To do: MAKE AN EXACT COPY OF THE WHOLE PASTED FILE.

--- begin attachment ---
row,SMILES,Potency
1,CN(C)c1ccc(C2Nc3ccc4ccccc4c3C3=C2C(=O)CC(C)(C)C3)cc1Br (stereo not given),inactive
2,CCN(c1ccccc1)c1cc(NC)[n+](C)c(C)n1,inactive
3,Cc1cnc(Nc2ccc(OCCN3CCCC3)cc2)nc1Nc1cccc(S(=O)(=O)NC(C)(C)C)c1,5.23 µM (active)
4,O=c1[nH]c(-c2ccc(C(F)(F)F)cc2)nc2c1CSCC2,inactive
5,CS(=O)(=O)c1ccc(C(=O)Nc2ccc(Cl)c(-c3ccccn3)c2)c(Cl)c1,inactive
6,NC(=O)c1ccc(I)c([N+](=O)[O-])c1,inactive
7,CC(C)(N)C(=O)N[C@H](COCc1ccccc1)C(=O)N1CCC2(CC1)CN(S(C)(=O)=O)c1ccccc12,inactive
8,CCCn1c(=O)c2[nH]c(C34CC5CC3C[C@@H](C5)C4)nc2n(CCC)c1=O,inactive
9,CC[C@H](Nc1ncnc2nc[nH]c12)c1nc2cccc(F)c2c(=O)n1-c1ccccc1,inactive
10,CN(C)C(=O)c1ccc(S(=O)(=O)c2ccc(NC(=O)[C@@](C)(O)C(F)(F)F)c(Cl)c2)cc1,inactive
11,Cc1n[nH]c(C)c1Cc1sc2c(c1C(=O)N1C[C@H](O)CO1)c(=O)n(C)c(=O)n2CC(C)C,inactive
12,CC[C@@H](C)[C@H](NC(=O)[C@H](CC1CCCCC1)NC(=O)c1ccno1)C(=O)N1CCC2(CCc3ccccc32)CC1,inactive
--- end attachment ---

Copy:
row,SMILES,Potency
1,CN(C)c1ccc(C2Nc3ccc4ccccc4c3C3=C2C(=O)CC(C)(C)C3)cc1Br (stereo not given),inactive
2,CCN(c1ccccc1)c1cc(NC)[n+](C)c(C)n1,inactive
3,Cc1cnc(Nc2ccc(OCCN3CCCC3)cc2)nc1Nc1cccc(S(=O)(=O)NC(C)(C)C)c1,5.23 µM (active)
4,O=c1[nH]c(-c2ccc(C(F)(F)F)cc2)nc2c1CSCC2,inactive
5,CS(=O)(=O)c1ccc(C(=O)Nc2ccc(Cl)c(-c3ccccn3)c2)c(Cl)c1,inactive
6,NC(=O)c1ccc(I)c([N+](=O)[O-])c1,inactive
7,CC(C)(N)C(=O)N[C@H](COCc1ccccc1)C(=O)N1CCC2(CC1)CN(S(C)(=O)=O)c1ccccc12,inactive
8,CCCn1c(=O)c2[nH]c(C34CC5CC3C[C@@H](C5)C4)nc2n(CCC)c1=O,inactive
9,CC[C@H](Nc1ncnc2nc[nH]c12)c1nc2cccc(F)c2c(=O)n1-c1ccccc1,inactive
10,CN(C)C(=O)c1ccc(S(=O)(=O)c2ccc(NC(=O)[C@@](C)(O)C(F)(F)F)c(Cl)c2)cc1,inactive
11,Cc1n[nH]c(C)c1Cc1sc2c(c1C(=O)N1C[C@H](O)CO1)c(=O)n(C)c(=O)n2CC(C)C,inactive
12,CC[C@@H](C)[C@H](NC(=O)[C@H](CC1CCCCC1)NC(=O)c1ccno1)C(=O)N1CCC2(CCc3ccccc32)CC1,inactive